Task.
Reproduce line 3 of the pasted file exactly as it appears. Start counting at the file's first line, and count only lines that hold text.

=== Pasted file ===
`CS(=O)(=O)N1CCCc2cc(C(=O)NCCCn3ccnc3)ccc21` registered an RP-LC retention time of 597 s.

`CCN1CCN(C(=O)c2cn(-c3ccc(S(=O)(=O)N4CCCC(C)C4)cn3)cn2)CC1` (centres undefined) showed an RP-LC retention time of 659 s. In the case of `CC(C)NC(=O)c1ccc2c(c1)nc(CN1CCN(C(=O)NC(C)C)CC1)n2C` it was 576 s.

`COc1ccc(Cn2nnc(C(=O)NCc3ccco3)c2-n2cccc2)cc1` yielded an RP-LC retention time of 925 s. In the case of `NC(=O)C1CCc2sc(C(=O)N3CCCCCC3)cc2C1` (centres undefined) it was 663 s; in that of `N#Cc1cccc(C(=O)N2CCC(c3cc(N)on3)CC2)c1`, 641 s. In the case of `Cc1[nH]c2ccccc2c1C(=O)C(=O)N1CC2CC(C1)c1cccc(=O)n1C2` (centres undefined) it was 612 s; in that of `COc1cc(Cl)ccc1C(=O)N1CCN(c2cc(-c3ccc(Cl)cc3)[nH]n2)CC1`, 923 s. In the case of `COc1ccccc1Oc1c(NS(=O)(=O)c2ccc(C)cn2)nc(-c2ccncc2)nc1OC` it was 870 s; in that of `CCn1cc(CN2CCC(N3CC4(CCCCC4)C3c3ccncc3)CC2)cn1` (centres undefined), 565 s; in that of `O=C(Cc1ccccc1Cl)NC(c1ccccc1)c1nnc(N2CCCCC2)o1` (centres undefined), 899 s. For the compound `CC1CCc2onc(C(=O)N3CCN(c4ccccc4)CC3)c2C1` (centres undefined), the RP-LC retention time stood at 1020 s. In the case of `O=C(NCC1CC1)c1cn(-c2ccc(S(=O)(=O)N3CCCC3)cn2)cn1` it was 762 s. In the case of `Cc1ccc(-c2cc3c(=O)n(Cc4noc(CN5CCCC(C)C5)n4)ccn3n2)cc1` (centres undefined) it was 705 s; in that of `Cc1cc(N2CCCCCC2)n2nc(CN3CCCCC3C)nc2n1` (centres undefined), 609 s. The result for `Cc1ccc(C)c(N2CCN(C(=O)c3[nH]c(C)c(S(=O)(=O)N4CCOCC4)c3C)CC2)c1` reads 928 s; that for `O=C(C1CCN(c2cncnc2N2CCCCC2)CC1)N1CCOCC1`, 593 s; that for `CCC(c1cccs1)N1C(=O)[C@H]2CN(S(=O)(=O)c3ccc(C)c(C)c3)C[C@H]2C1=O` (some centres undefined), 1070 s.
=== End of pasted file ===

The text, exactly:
`COc1ccc(Cn2nnc(C(=O)NCc3ccco3)c2-n2cccc2)cc1` yielded an RP-LC retention time of 925 s. In the case of `NC(=O)C1CCc2sc(C(=O)N3CCCCCC3)cc2C1` (centres undefined) it was 663 s; in that of `N#Cc1cccc(C(=O)N2CCC(c3cc(N)on3)CC2)c1`, 641 s. In the case of `Cc1[nH]c2ccccc2c1C(=O)C(=O)N1CC2CC(C1)c1cccc(=O)n1C2` (centres undefined) it was 612 s; in that of `COc1cc(Cl)ccc1C(=O)N1CCN(c2cc(-c3ccc(Cl)cc3)[nH]n2)CC1`, 923 s. In the case of `COc1ccccc1Oc1c(NS(=O)(=O)c2ccc(C)cn2)nc(-c2ccncc2)nc1OC` it was 870 s; in that of `CCn1cc(CN2CCC(N3CC4(CCCCC4)C3c3ccncc3)CC2)cn1` (centres undefined), 565 s; in that of `O=C(Cc1ccccc1Cl)NC(c1ccccc1)c1nnc(N2CCCCC2)o1` (centres undefined), 899 s. For the compound `CC1CCc2onc(C(=O)N3CCN(c4ccccc4)CC3)c2C1` (centres undefined), the RP-LC retention time stood at 1020 s. In the case of `O=C(NCC1CC1)c1cn(-c2ccc(S(=O)(=O)N3CCCC3)cn2)cn1` it was 762 s. In the case of `Cc1ccc(-c2cc3c(=O)n(Cc4noc(CN5CCCC(C)C5)n4)ccn3n2)cc1` (centres undefined) it was 705 s; in that of `Cc1cc(N2CCCCCC2)n2nc(CN3CCCCC3C)nc2n1` (centres undefined), 609 s. The result for `Cc1ccc(C)c(N2CCN(C(=O)c3[nH]c(C)c(S(=O)(=O)N4CCOCC4)c3C)CC2)c1` reads 928 s; that for `O=C(C1CCN(c2cncnc2N2CCCCC2)CC1)N1CCOCC1`, 593 s; that for `CCC(c1cccs1)N1C(=O)[C@H]2CN(S(=O)(=O)c3ccc(C)c(C)c3)C[C@H]2C1=O` (some centres undefined), 1070 s.